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Unemployment persistence: How important are non-cognitive skills?

Maite Blázquez Cuesta () and Santiago Budría
Authors registered in the RePEc Author Service: Santiago Budria ()

Journal of Behavioral and Experimental Economics (formerly The Journal of Socio-Economics), 2017, vol. 69, issue C, 29-37

Abstract: Using the 2000–2013 waves of the German SOEP, this paper shows that non-cognitive skills have a predictive power on unemployment transitions. The econometric approach is based on a dynamic random effects probit model that takes account of the unobserved individual heterogeneity and the state dependence that surrounds unemployment transitions. The estimation results show that the risk of unemployment depends positively on Agreeableness and External LOC, and negatively on Conscientiousness and Positive Reciprocity. These findings apply to men and women alike. Moreover, we find that the extent of unemployment state dependence also depends on specific traits, namely Openness, Positive reciprocity and External LOC. These results suggest that public policies aimed at preventing unemployment should give more importance to the moderating role of non-cognitive skills.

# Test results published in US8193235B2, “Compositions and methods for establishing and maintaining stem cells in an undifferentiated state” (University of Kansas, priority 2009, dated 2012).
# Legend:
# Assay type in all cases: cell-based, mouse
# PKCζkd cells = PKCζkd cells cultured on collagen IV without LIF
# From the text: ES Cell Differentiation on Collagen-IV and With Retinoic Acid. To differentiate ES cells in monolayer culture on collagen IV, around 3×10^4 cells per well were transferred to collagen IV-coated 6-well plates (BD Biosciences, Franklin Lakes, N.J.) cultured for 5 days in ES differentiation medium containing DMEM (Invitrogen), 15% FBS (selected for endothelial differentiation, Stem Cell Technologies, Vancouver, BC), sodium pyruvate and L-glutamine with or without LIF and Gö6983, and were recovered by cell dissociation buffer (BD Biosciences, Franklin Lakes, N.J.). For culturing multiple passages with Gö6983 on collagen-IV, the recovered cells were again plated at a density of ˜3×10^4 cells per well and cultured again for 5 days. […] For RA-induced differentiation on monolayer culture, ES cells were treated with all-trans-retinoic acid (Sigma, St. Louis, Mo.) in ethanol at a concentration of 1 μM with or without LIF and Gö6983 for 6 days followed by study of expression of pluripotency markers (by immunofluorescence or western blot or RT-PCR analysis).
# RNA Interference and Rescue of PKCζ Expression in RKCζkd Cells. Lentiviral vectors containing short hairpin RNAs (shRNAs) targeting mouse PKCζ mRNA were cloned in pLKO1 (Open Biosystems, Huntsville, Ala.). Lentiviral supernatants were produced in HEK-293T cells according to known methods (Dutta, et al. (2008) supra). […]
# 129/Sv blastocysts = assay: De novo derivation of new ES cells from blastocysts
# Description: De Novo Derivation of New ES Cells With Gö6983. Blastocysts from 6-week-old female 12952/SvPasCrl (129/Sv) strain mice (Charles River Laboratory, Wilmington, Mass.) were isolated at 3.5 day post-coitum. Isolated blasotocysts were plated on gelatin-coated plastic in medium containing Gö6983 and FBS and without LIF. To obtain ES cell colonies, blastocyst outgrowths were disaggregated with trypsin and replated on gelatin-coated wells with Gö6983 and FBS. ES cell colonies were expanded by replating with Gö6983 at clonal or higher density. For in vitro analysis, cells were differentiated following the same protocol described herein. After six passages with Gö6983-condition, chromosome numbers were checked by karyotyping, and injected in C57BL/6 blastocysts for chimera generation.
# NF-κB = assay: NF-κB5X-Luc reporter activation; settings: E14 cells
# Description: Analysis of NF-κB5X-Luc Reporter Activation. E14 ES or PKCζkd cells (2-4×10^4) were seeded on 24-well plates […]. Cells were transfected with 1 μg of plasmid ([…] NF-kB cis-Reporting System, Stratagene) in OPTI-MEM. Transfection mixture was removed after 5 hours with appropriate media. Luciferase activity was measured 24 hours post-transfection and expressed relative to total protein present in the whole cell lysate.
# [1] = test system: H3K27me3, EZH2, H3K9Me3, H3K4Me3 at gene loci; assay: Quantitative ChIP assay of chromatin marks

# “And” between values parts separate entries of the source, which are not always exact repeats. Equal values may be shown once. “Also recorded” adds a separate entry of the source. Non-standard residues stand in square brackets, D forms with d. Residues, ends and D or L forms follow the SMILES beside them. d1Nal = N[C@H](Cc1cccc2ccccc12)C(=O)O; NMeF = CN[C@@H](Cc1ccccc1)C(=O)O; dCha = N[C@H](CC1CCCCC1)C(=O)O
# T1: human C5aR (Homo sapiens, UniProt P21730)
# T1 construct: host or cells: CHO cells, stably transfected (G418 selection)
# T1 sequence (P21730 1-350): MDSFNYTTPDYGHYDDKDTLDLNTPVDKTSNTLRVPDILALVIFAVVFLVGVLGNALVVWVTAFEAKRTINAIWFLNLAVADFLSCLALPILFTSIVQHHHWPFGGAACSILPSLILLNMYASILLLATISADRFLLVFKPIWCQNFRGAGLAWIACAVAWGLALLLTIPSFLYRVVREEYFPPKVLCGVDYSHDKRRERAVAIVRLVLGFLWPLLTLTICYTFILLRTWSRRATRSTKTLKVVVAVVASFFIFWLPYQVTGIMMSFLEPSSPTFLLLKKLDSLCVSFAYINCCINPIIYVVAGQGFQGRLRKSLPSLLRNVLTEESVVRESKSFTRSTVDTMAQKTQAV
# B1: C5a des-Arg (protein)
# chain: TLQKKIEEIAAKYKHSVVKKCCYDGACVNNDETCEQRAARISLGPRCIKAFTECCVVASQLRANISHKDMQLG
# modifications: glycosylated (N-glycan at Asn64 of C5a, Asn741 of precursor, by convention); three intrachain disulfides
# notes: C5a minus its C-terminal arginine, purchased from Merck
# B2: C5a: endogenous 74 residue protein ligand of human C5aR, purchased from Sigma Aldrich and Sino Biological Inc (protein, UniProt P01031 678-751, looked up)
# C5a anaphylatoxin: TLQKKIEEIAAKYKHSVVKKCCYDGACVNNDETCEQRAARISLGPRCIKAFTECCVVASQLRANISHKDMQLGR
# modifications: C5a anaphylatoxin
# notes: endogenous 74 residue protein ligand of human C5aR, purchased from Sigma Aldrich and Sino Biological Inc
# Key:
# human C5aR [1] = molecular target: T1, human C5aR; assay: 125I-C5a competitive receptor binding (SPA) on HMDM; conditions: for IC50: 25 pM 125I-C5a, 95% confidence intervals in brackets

Keywords: Non-cognitive skills; Dynamic random effects model; Unemployment persistence (search for similar items in EconPapers)
JEL-codes: C33 J64 (search for similar items in EconPapers)
Date: 2017
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Working Paper: Unemployment Persistence: How Important Are Non-cognitive Skills? (2012) Downloads
Working Paper: Unemployment Persistence: How Important Are Non-Cognitive Skills? (2012) Downloads
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